By: Laura Sesana
Genetically modified (GM) crops have been part of the U.S. food supply for several years. However, only one type of GM fruit, the Hawaiian papaya (Rainbow and SunUp), has been available to U.S. consumers. This may change by the end of 2013.
If approved, two varieties of apple, Arctic® Granny Smith and Arctic® Golden Delicious, will be the second GMO fruit allowed into the U.S. food supply.
Created by Okanagan Specialty Fruits in British Columbia, Canada, Arctic® apples do not bruise or brown when sliced.
Browning in apples and potatoes results from polyphenol oxidase (PPO), an enzyme that produces melanin, a compound that contains iron and gives cells a brown tint. To create Arctic apples, Okanagan scientists silenced the apples’ PPO genes by inserting a man-made gene that contains portions of four natural PPO genes. As a consequence, Arctic apples produce less than ten percent of the PPO produced by conventional apples and therefore do not brown when sliced.
Unlike most genetically modified crops in the U.S., genetically engineered to resist pests, droughts or chemicals, Arctic apples are modified purely for cosmetic reasons, nicknamed “Botox apples” by Andrew Kimbrell, executive director of the Center for Food Safety.
Okanagan disagrees that Arctic apples’ benefits are purely cosmetic. “Not only do they have significant potential to reduce food waste, the resistance to browning results in better taste, texture and likely a retention of healthful components like vitamin C and antioxidants, which are typically burned up in the browning reaction,” says Joel Brooks, Marketing Specialist at Okanagan.
The road to your plate
Two US agencies currently stand in the way of Arctic apples’ journey to your grocery store produce section: the U.S. Department of Agriculture’s (USDA) Animal and Plant Health Inspection Service (APHIS) and the Food and Drug Administration (FDA).
Okanagan is currently seeking “deregulated status” from USDA and APHIS for both varieties of Arctic apples, submitting a petition in May 2010. Specifically, Okanagan will have to prove that Arctic apple crops are not significantly weaker against plant pests and therefore would not endanger other crops that are nearby.
So far, the Arctic Granny Smith has shown increased incidence of a leaf-eating bug known as tentiform leafminer, but for the 13 other pests and diseases tested for by Okanagan, both varieties of Arctic apples have performed better or the same as conventional apples.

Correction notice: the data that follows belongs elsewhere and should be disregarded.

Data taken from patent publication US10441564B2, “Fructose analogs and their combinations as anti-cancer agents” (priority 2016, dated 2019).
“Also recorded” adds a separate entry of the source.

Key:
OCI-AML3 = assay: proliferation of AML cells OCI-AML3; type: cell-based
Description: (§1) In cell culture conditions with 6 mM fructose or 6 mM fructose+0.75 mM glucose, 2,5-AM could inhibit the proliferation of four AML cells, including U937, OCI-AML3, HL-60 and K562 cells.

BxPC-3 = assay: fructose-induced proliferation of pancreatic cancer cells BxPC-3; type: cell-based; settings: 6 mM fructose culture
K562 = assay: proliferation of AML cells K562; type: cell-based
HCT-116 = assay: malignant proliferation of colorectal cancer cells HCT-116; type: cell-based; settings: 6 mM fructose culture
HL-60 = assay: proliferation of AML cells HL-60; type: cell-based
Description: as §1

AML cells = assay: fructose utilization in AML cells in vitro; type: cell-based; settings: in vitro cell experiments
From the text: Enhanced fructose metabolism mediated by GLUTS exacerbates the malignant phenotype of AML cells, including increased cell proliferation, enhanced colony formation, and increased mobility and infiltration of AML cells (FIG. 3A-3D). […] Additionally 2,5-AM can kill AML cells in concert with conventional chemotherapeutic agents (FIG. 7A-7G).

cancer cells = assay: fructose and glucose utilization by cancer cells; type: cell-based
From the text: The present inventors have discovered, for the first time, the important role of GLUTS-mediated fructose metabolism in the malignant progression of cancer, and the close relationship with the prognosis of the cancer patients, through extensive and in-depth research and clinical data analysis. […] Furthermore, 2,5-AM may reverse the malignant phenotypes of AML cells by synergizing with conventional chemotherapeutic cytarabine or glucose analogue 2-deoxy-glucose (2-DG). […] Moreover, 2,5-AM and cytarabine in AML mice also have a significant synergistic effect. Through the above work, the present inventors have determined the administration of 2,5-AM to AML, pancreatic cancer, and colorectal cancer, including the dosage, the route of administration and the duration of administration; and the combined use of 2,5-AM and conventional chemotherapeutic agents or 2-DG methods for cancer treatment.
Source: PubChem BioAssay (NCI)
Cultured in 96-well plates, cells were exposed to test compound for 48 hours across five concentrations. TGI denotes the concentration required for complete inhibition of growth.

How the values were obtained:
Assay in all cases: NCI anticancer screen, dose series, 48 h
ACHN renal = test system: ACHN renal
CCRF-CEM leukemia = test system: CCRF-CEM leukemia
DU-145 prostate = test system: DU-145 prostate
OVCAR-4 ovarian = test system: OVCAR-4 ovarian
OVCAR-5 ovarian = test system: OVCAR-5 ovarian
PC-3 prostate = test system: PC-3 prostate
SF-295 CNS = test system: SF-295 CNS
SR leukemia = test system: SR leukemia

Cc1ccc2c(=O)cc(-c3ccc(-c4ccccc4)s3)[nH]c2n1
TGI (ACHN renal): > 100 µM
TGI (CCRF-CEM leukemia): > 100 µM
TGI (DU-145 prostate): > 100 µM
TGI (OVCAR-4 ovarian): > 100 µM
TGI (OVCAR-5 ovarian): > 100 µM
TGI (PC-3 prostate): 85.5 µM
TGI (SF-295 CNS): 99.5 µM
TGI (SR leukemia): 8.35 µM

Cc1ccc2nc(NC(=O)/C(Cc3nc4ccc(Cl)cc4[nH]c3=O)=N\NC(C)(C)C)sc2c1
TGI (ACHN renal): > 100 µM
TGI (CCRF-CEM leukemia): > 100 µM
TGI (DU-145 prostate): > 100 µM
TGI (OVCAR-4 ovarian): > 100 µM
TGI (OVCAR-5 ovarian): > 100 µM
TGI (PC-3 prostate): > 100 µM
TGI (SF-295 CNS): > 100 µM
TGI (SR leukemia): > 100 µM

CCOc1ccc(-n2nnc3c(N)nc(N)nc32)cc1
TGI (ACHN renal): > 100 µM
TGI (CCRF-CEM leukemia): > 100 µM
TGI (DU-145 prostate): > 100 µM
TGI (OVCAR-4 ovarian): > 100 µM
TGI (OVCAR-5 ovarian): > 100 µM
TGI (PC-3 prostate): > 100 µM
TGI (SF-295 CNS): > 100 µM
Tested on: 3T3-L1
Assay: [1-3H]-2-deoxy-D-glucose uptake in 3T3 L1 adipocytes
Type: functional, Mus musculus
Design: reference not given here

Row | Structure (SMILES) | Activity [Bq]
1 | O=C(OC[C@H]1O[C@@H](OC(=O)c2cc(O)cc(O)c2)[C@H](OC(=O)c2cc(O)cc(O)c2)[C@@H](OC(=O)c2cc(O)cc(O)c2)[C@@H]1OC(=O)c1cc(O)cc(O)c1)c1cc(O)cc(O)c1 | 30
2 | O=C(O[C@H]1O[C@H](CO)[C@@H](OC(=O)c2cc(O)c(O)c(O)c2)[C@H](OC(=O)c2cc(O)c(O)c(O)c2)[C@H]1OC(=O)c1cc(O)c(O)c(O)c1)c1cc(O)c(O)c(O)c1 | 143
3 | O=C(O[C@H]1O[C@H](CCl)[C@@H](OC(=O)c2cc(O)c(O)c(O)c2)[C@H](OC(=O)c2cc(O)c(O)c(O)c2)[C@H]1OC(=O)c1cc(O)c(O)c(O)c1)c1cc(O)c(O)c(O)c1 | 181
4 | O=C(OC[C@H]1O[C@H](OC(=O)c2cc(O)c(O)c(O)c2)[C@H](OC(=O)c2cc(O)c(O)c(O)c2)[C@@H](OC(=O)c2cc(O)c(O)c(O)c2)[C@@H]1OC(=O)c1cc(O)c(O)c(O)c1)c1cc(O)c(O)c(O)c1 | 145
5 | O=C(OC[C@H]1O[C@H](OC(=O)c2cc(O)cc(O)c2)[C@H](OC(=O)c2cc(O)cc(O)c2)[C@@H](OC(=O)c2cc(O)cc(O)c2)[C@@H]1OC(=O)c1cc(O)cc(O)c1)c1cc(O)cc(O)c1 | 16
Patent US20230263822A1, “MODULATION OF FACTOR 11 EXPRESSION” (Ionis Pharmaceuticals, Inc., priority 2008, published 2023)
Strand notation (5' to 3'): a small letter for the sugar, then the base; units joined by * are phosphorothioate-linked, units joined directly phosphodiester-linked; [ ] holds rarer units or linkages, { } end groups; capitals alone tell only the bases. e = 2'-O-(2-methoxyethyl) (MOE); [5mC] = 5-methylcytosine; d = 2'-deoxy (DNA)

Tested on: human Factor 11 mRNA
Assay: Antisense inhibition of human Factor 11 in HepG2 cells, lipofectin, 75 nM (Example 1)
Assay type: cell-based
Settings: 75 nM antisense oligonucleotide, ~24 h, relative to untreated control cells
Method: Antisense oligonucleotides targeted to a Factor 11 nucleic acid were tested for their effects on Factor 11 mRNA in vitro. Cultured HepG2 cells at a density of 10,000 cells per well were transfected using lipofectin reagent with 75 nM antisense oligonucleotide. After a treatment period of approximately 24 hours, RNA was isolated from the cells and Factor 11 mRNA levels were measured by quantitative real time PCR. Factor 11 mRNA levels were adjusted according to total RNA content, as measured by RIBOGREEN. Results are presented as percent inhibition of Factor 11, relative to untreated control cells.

The first of two public comment sessions closed in September 2012 and received nearly 2,000 comments.
“We expect a second U.S. public comment period, which will be 30 days long, to open within the next few months and anticipate full U.S. deregulation later in 2013,” Neal Carter, president of Okanagan said in an interview last month.
Okanagan is also voluntarily consulting with FDA to provide proof that Arctic apples are allergen and toxin free, and safe for human consumption. See here for a detailed description of Okanagan’s consultation with FDA.
Several other GM fruit companies are closely watching Okanagan’s progress through the U.S. regulatory system and are poised to follow in Arctic’s footsteps and into our grocery stores, restaurants, and cafeterias. Okanagan itself is already developing GM peaches, pears, and cherries.
Under current FDA regulations, GM foods are only required to be identified as such when they are substantially different from the natural version. Since Arctic apples are not considered by FDA to be substantially different from conventional apples, they will not require a label once they reach the U.S. market.
While Okanagan will voluntarily label their fruit, according to Carter, Okanagan supports transparency but opposes mandatory labeling. “We as a company don’t support mandatory labeling because we feel it basically undermines the regulatory process,” he said in a recent interview. We’ve gone through a three-year, very rigorous process and the result of that is that it’s deemed to be as safe as any other apple. Finally they expect you to put a label on it like a scare tactic against GMOs.”
While some opponents have resigned themselves to the fact that GM foods are and will continue to enter the U.S. food supply, many advocate labeling of GM foods in order to allow consumers to make an educated choice on whether or not to purchase and consume GM foods.
Source: Washington Times